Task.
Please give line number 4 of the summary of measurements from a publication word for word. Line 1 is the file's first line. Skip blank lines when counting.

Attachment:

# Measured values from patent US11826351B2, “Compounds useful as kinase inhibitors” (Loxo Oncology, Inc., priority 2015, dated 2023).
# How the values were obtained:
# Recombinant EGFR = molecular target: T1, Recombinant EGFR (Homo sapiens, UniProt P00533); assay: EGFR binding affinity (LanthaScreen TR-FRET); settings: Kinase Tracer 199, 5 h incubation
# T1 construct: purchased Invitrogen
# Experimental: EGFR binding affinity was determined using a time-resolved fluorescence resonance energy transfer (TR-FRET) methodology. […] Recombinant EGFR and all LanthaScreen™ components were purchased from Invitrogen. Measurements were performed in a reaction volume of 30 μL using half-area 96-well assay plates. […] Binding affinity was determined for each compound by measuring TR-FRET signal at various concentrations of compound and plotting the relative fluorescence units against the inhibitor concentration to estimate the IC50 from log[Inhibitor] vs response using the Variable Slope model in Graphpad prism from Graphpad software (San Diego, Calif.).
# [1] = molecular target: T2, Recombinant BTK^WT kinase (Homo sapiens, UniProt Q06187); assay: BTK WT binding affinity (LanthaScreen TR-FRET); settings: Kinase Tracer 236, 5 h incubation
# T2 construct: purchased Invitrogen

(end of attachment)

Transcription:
# T1 construct: purchased Invitrogen